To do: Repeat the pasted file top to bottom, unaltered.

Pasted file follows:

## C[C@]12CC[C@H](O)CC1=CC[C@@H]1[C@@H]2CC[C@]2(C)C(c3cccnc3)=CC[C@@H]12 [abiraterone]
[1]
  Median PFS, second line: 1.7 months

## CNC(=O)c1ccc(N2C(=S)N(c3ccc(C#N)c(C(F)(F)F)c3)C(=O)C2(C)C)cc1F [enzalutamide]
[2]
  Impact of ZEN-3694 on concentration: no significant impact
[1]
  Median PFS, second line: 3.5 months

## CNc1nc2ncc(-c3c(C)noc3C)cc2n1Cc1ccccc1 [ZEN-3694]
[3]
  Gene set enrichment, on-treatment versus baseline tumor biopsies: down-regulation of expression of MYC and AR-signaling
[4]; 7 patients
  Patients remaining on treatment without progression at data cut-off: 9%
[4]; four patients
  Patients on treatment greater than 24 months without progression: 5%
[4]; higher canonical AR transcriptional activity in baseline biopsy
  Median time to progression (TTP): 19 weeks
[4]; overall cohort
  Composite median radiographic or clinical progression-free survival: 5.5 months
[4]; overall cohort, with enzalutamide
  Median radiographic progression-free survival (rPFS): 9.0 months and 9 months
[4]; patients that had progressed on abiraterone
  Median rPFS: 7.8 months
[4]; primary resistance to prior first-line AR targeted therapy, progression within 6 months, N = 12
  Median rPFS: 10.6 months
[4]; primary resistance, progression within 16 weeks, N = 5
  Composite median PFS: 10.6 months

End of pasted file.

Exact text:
## C[C@]12CC[C@H](O)CC1=CC[C@@H]1[C@@H]2CC[C@]2(C)C(c3cccnc3)=CC[C@@H]12 [abiraterone]
[1]
  Median PFS, second line: 1.7 months

## CNC(=O)c1ccc(N2C(=S)N(c3ccc(C#N)c(C(F)(F)F)c3)C(=O)C2(C)C)cc1F [enzalutamide]
[2]
  Impact of ZEN-3694 on concentration: no significant impact
[1]
  Median PFS, second line: 3.5 months

## CNc1nc2ncc(-c3c(C)noc3C)cc2n1Cc1ccccc1 [ZEN-3694]
[3]
  Gene set enrichment, on-treatment versus baseline tumor biopsies: down-regulation of expression of MYC and AR-signaling
[4]; 7 patients
  Patients remaining on treatment without progression at data cut-off: 9%
[4]; four patients
  Patients on treatment greater than 24 months without progression: 5%
[4]; higher canonical AR transcriptional activity in baseline biopsy
  Median time to progression (TTP): 19 weeks
[4]; overall cohort
  Composite median radiographic or clinical progression-free survival: 5.5 months
[4]; overall cohort, with enzalutamide
  Median radiographic progression-free survival (rPFS): 9.0 months and 9 months
[4]; patients that had progressed on abiraterone
  Median rPFS: 7.8 months
[4]; primary resistance to prior first-line AR targeted therapy, progression within 6 months, N = 12
  Median rPFS: 10.6 months
[4]; primary resistance, progression within 16 weeks, N = 5
  Composite median PFS: 10.6 months